Nevertheless, control of Congress is extremely valuable to certain Republican constituencies even without the White House. The ideologically committed are satisfied that a Republican Congress at least keeps President Obama from doing further harm to the country and that incremental progress has been achieved in some areas, such as reducing the federal budget deficit. Moreover, lobbyists are often successful in getting their way on appropriations bills, where the composition of spending is as important as the amount. Indeed, from the point of view of most lobbyists, control of Congress is far more valuable than control of the White House.
This wasn’t always the case. Before the Budget Act of 1974, the administration’s hand was much stronger and getting a spending priority into the president’s budget was essential to enactment. The president also had de facto line-item veto power by being able to “impound” spending he didn’t support. Since that time, power over the budget has gradually shifted from the White House to Congress.
Given that Republicans have very little they want government to do, many are quite content with gridlock. Others have naïve expectations about retaking the White House. I have heard any number of high-ranking Republicans say that neither party can hold the presidency for more than eight years; therefore, the GOP is virtually a lock to retake the White House next year. Moreover, few Republicans respect likely Democratic nominee Hillary Clinton as a candidate, and many think she will be easy to beat on issues like Benghazi.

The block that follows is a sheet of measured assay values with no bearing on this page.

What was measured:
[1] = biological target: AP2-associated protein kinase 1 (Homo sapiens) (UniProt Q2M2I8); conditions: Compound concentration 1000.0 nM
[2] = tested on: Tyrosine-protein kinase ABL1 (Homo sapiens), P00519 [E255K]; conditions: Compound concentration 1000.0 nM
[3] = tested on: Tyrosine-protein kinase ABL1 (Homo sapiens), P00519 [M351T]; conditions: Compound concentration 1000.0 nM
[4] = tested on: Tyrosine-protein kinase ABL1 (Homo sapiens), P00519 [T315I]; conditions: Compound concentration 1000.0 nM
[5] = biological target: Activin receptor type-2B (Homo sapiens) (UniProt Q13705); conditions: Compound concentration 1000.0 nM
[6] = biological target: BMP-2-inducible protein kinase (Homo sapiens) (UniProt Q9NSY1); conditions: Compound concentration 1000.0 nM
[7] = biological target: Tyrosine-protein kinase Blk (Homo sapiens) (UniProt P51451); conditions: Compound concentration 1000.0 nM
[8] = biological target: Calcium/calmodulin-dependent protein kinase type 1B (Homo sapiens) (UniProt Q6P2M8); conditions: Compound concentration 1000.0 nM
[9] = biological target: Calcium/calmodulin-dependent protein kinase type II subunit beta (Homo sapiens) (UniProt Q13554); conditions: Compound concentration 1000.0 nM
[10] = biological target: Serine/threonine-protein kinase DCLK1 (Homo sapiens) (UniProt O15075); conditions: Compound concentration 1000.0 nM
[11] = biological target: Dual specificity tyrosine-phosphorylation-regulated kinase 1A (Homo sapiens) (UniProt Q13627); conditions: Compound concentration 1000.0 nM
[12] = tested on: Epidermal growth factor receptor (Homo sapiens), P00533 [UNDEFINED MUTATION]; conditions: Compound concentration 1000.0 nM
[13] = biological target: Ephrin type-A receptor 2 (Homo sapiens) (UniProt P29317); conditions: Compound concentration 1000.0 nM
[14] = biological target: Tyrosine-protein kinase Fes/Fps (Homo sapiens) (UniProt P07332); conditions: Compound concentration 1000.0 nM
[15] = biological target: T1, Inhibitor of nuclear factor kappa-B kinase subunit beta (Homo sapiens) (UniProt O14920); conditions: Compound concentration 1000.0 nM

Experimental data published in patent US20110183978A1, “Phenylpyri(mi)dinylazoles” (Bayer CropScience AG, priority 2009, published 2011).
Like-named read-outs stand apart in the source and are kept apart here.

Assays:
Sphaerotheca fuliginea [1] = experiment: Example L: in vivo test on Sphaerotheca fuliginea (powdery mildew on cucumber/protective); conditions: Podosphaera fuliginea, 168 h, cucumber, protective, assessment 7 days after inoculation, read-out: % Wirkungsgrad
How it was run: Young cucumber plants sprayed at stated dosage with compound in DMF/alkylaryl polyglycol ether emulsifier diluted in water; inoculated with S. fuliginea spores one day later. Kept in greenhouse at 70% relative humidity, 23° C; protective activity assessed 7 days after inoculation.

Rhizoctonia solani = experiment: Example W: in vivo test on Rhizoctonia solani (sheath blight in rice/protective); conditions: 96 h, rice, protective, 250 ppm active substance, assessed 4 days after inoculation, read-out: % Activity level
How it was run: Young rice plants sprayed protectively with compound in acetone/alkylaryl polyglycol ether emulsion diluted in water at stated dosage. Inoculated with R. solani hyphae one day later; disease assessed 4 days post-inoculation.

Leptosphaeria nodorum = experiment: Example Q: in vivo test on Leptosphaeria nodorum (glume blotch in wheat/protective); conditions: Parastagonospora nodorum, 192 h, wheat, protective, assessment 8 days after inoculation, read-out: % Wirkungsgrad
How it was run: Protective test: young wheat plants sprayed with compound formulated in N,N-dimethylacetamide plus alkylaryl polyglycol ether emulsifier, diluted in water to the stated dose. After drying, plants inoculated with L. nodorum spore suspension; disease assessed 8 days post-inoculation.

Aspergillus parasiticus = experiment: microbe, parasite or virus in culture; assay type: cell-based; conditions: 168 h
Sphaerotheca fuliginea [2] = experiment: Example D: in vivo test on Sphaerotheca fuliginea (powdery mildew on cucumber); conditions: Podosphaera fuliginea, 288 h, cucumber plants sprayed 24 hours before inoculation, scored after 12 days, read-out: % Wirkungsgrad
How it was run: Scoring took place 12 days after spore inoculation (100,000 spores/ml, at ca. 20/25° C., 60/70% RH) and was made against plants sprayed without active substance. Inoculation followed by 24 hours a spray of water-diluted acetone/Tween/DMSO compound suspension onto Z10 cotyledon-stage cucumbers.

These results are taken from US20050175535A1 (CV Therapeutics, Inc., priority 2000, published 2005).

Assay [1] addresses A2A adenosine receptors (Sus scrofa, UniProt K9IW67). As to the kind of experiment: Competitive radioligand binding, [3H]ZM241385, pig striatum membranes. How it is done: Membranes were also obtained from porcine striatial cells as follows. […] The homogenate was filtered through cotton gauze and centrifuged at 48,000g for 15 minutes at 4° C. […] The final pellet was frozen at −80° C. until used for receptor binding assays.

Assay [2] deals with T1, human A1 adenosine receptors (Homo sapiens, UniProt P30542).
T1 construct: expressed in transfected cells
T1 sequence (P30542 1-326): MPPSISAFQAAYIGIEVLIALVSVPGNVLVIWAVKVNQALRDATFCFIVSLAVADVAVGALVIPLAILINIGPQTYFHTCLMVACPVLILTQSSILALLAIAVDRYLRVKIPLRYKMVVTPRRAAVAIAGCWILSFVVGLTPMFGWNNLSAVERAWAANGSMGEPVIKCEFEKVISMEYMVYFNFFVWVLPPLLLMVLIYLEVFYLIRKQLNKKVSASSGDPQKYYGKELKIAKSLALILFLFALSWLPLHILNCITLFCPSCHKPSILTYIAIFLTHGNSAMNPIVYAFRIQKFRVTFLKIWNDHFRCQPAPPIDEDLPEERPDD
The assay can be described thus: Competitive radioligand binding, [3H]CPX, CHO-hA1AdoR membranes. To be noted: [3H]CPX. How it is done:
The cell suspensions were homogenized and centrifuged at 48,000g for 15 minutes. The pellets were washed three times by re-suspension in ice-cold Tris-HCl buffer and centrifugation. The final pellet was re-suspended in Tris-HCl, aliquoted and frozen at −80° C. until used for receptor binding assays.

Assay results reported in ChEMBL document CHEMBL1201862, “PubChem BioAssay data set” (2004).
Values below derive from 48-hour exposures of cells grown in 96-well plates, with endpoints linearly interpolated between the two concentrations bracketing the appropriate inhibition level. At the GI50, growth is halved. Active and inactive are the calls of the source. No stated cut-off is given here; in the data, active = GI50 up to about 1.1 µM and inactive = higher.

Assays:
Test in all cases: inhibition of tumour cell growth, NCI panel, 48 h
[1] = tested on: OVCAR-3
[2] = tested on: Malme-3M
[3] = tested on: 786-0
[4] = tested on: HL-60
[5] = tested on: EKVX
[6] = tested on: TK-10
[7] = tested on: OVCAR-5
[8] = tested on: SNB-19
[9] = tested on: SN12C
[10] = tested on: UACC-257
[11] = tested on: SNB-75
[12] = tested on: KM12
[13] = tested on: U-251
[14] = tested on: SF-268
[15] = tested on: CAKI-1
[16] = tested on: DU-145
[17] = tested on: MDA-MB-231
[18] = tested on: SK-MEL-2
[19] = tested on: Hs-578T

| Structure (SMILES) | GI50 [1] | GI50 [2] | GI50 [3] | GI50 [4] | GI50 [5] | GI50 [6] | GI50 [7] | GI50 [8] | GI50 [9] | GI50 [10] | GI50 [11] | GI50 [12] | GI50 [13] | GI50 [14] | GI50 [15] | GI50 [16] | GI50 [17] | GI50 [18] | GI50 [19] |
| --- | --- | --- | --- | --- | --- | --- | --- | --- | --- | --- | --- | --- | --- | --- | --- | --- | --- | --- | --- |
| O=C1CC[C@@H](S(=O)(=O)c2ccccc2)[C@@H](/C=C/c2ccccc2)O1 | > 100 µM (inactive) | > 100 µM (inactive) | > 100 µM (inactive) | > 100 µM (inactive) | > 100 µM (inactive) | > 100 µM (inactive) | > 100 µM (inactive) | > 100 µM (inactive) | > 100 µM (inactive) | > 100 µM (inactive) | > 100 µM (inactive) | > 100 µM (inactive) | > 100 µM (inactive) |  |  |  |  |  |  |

Republican members of Congress also know too well that any hint of cooperation with Democrats can whip the party’s conservative base into a frenzy that it can deny the party’s nomination to even its most senior members, such as Cantor. The belief that he was not strong enough in pressing the Republican agenda also led to the recent resignation of John Boehner.
But there are some things only a president can do. Only the president can nominate federal judges and members of the Supreme Court. The Senate may fail to confirm them, but in the end, senators may only select from among the president’s choices. And the president’s power in foreign affairs and national security is overwhelming.
As time goes by, the pressure to control the White House becomes critical, and parties historically have been willing to do what had to be done to achieve it, even if it meant nominating a candidate frowned on by much of the party’s base. This is true in both parties.
In 1952, Republicans supported Dwight Eisenhower in large part simply because he was known to be highly electable, even though much of the base would have preferred Ohio Senator Robert Taft. In 1968, they again held their noses and supported Richard Nixon because of his perceived electability after the base’s ideal candidate, Arizona Senator Barry Goldwater, crashed and burned in 1964. In 1992, Democrats got behind Bill Clinton for the same reason despite misgivings about his ethics and lack of commitment to traditional liberalism.